Regardless of whether you want to say J.K. Rowling or J. K. Rowling or even JK Rowling when writing in text, the fact remains that the "J" and the "K" represent separate words - let's respect this in the tag name. If we wouldn't use , let's not use . This is consistent with what's been done so far, at least with all such tags that I've seen.

  • Thoughts on whether I should split this into two answers? It's hard to tell whether up/down votes on it are votes for the proposal of consistency or the proposal of using spaces. – Rand al'Thor Mod Mar 7 '17 at 21:30
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    While theoretically sound, I don't see this as very practical. New users won't be looking for precedent in making tags (they won't be able to!) and I've never seen ANYbody put that much thought/research into a new tag that wasn't artificially created for curation's sake. Standardising doesn't make it easier to search (just go to the tag page and type the last name) and just gives us more work to do on a site which is already considering unusually heavy curation of its tagging. – BESW Mar 7 '17 at 21:32
  • @BESW By "new users", I meant people who might have 150+ rep but still not know much about site policies or be involved in meta. – Rand al'Thor Mod Mar 7 '17 at 21:33
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    The point stands: are folks who aren't into site policies or meta really going to be looking for patterns that imply site policies on tagging? I think it's unhealthy to constantly force our tags into our ideas of usefulness as soon as they begin to deviate, because it keeps us from learning from the tagging system as it emerges. What real problem the site's suffering from are you solving with this solution? – BESW Mar 7 '17 at 21:53

Consistency for its own sake is a waste of time, yours and ours.

When we say consistency is good, we mean to say, we think being consistent will improve the system in some way. But we can't just leave it at that: we have to elucidate exactly what benefit is conferred. "Consistency" for its own sake confers no benefit. Once we've established that consistency is worthwhile, however, then making everything consistent is definitely useful. Until then, unless some specific benefit to consistency is elucidated, then it doesn't exist for its own sake.

It goes against intuition, a sense of what's right and proper, to say this. But that's all it is: a sense. It's not a metric of actual impact to the site. Making everything consistent for no clear, specific reason doesn't do much more besides give us something to pat ourselves on the back about: "We sure made something consistent today."

In this case, tags exist because people find them useful. Questions fall under tags because those are the tags people found. Since their efficacy is directly measurable by their frequency of use, we should not assume that one will be universally better than the other. We should instead wait until a clear leader emerges, and synonymize as appropriate.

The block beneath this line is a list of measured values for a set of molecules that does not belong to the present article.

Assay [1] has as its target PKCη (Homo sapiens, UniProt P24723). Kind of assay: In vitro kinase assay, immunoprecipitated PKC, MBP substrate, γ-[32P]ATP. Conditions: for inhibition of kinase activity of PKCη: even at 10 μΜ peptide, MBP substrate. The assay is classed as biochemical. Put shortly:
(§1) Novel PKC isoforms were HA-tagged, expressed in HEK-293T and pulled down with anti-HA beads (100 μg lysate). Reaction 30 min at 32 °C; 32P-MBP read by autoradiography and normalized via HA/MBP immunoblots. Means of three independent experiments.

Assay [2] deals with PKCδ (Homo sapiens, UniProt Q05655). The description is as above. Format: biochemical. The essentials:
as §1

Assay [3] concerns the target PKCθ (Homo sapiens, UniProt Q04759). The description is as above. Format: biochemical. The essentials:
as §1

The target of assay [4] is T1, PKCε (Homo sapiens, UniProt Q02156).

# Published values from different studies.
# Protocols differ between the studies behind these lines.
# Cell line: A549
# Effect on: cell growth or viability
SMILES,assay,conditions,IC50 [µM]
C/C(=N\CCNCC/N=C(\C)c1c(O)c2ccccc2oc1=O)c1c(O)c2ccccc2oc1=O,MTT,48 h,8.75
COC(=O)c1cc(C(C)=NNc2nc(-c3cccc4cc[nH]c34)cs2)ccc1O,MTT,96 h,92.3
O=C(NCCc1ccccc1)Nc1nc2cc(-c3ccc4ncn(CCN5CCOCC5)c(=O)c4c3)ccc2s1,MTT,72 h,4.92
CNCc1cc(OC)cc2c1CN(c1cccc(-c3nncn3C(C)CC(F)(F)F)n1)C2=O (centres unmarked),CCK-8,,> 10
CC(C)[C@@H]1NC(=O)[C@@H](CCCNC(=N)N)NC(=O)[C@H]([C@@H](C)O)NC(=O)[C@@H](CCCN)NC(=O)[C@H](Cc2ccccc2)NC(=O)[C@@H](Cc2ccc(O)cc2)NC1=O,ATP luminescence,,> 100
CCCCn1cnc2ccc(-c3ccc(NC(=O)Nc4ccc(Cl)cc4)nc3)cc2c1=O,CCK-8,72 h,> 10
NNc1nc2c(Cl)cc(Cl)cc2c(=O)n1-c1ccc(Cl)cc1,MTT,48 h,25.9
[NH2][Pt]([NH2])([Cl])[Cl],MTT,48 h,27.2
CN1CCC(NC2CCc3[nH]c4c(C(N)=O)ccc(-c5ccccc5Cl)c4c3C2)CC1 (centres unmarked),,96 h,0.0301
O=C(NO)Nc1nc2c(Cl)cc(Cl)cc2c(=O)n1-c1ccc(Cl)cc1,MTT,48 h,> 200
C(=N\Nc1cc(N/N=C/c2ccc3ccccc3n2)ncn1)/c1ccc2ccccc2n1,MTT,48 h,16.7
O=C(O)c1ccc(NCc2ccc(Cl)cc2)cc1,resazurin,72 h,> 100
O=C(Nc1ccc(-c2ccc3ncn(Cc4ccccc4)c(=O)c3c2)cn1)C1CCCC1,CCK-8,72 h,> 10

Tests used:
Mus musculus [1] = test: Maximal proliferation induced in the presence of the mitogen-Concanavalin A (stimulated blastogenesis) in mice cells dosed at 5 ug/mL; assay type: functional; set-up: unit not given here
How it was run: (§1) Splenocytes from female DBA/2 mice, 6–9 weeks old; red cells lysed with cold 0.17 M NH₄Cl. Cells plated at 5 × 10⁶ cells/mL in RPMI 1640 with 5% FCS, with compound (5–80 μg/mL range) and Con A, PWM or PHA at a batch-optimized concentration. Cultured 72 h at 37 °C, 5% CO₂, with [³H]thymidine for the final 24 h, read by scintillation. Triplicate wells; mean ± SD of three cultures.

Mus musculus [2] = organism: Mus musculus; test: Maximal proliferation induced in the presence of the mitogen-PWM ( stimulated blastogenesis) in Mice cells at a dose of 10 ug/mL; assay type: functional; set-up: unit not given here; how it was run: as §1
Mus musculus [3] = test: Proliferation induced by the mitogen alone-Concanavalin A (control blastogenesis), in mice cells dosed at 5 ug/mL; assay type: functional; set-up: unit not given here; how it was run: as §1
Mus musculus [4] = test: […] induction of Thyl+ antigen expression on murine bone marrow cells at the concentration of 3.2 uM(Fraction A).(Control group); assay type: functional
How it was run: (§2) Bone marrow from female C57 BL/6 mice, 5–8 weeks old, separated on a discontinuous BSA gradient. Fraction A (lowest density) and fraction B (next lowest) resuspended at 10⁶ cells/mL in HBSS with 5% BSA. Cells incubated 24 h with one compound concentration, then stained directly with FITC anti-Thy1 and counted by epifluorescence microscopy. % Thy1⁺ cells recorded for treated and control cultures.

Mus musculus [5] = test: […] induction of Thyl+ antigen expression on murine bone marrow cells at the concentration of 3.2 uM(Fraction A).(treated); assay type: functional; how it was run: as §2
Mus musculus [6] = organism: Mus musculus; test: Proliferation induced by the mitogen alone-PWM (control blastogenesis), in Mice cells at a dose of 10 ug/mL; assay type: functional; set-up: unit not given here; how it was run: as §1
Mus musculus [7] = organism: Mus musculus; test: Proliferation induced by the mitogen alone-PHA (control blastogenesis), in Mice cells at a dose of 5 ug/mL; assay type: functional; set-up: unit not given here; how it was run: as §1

Later on, if it's clear one practice is superior to the other, we can synonymize and merge as appropriate. Doing that work now or doing it later is still the same amount of work. The tag system is very flexible in this regard.

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    You can't have both versions of the same name... as Mith pointed out above, creating tags that are the same like that is only possible for mods, so the only one that would exist is the "first" one created. That's not really a very worthy way of telling which is better. – Catija ModStaff Mar 7 '17 at 23:22
  • @Catija Hadn't considered that. Will think. – user80 Mar 7 '17 at 23:32

I'd like to answer about J. K. Rowling specifically.

On the cover of Harry Potter and the Deathly Hallows, American English edition (by Scholastic), she has her name written as "J. K. Rowling". On the British version (Bloomsbury), it's written as "J.K.Rowling" on the cover, probably as a fancy heading, but "J. K. Rowling" inside the book.

Deathly Hallows, American cover

It is true that in some contexts, such as on Twitter or her new homepage, she has her name written as "J.K. Rowling" these days. However, this is a website about literature, so we should primarily care about the name her books are published under. Thus, I think the tag for her name should be . (We can have tag synonyms of course.)


As anyone who knows me will be unsurprised to hear, I suggest that we let tagging practices grow organically and not "fix" tags where syntax style is the only "problem."

Where multiple tags for one author blossom naturally, we naturally want to select one as most right so folks can find all the questions about a particular author. This is simple: we can use synonyms to point toward the most commonly used and/or most author's-choice-like existing tag without inventing extra new tags when the users have already provided some.

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    I'm sorry but some sort of guidelines need to be had or else the tagging system will have to go through an overhaul to make it consistent. Tagging systems need to be useful, so it's much better to have a guideline in place so that when a bad tag is created, the mods and high rep users can make the proper one and make the bad one a synonym. This process isn't permanent. If it's decided to go with a different pattern at some point in the future, that's still possible. – Catija ModStaff Mar 7 '17 at 21:44
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    @Catija Consistency is nice, but prodding the tagging system into line every time it begins to deviate from some theoretical ideal of usefulness means we'll never learn what's actually organically useful. – BESW Mar 7 '17 at 21:50
  • That's why the tagging system is great... all of the options are possible. If someone makes a "bad" tag according to the system the site decides on, it can stay, it's just not the primary tag. jk-rowling and j-k-rowling are both possible and acceptable. The only thing to decide on here is which is the standard option. – Catija ModStaff Mar 7 '17 at 21:53
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    @Catija Choosing the primary tag by some conceptual armchair process and then saying "but you can use the other and we'll change it for you" is not the same as letting it come out through practical use. Mith created a whole new tag just to match a structure nobody'd agreed on. – BESW Mar 7 '17 at 21:59